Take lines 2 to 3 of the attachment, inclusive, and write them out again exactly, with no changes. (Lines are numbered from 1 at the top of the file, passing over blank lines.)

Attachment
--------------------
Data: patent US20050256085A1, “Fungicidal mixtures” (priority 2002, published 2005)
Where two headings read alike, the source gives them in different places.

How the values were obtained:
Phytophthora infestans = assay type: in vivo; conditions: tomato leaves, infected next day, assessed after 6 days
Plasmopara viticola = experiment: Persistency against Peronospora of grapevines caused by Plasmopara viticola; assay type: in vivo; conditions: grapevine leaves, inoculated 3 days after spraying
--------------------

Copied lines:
Where two headings read alike, the source gives them in different places.

How the values were obtained: